Scientists from Stanford University announced that they are able to stimulate the optic nerves in the brain of blind laboratory mice allowing the return of partial vision. The new study focuses on flashing images and biochemically stimulating the optic nerves. This approach motivates the grown of nerve cells in the eyes and delivers visual data to the brains of the blind mice. This is an extremely good development for those who are hoping to be able to see again.
This study was done successfully in mice that have damaged retinal cells. These cells are responsible for connecting the eye to the brain. Retinal damage is one of the most common eye problems. Damage to the retina may be caused by various reasons including old age, damage due to light or trauma, and many others. Over time when this problem is not properly addressed, may cause long-term problems including blindness.
Restoring Vision New Discovery
The researchers from Stanford University encouraged the optic nerve cables that are stretching from the blind eye to the brain to grow again, this allowed the mice to regain vision again. There are photoreceptor cells in the back of the retina which react to light. These same cells send information to through ganglion cells which reach from the optic never towards the axons which act like an electric wire region of the brain. This system connects the nerve cells that are translated into sight.
When these axons in the brain or the spinal cord are in a way damage or destroyed, they no longer regenerate, which is unlike other axons in the different parts of the body. Any injuries or progressive condition like glaucoma will damage the retina and these damage parts will no longer be restored again. Until this study was done and proven what every medical professional believed is wrong.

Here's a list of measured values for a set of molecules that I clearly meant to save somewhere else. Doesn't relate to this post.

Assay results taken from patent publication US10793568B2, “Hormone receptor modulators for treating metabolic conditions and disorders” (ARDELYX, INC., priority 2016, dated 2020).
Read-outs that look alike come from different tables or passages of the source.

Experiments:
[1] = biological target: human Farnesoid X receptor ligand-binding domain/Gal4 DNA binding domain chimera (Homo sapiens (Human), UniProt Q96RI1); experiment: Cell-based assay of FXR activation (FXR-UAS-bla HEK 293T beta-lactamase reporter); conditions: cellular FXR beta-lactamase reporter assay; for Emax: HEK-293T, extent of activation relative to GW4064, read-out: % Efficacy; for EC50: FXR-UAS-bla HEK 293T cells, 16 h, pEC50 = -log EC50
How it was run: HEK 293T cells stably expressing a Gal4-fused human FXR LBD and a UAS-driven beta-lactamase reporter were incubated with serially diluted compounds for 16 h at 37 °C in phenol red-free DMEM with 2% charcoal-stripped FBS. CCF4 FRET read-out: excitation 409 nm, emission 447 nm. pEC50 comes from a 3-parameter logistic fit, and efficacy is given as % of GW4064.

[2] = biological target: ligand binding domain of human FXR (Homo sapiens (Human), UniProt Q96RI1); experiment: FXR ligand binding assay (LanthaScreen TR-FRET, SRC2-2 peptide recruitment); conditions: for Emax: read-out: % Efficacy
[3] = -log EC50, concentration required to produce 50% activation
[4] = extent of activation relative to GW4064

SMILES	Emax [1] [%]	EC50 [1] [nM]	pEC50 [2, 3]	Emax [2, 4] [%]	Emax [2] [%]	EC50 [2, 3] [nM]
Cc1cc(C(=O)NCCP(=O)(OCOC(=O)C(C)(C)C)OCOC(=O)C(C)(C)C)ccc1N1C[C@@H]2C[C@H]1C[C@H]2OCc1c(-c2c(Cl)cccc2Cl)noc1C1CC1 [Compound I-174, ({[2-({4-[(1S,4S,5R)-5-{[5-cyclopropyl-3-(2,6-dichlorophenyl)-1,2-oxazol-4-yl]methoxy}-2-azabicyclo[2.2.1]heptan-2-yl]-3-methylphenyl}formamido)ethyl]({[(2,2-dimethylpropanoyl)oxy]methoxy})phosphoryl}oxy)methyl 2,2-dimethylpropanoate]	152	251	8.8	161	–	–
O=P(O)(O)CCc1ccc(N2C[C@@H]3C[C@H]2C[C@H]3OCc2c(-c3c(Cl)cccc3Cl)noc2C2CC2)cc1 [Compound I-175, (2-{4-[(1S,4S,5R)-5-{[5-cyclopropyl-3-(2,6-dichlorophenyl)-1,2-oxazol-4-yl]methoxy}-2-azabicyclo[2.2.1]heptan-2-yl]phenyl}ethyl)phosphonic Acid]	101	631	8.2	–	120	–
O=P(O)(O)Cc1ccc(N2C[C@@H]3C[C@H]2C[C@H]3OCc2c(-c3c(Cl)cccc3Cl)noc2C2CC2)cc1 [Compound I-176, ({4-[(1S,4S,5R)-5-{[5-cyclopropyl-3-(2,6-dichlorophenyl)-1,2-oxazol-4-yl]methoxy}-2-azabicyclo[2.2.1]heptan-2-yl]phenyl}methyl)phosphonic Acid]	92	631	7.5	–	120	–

According to Dr. Andrew Huberman, associate professor of neurobiology at Stanford University, “More than 1/3 of the human brain is dedicated to the processing of visual information.” He added that more than 2 dozen areas in the brain receive direct signals from the retinal ganglion cells. These different areas are involved in not only what we usually think of vision, but also several other functions like circadian rhythms, as well as, mood. When these axons are damaged or severed, it is like pulling the plug right out of the outlet.”
Details of the Study
The study was published in the Journal Nature Neuroscience. In the study, the researchers treated adult mice with one optic nerve crushed with a regimen of either high-contrast visual stimulation or biochemical manipulations or both, which encouraged the retinal pathway to be active again.
In the groups of mice which are receiving both the treatments, a modest axonal regrowth was seen. More importantly, researchers were surprised to see axons regrew to the correct places in the brain. To test their vision, researchers showed the mice projections like expanding dark circle which mimics the approach of predatory birds. Even with their good eye not available, the mice were able to move to a safe area – suggesting that their vision has been restored. The scientists noted, however, that while the mice are able to succeed in this test, they are unsuccessful in another test which requires more detail part of the vision.
Future research will focus on improving and increasing the amount of regrowth of the retinal ganglion cell axons so they are able to reach the location in the brain. While these test are still not proven for humans, Heavyglare encourages everyone to continue using protective eyeglasses and prescription eyewear. This will help keep your eyes from getting damaged.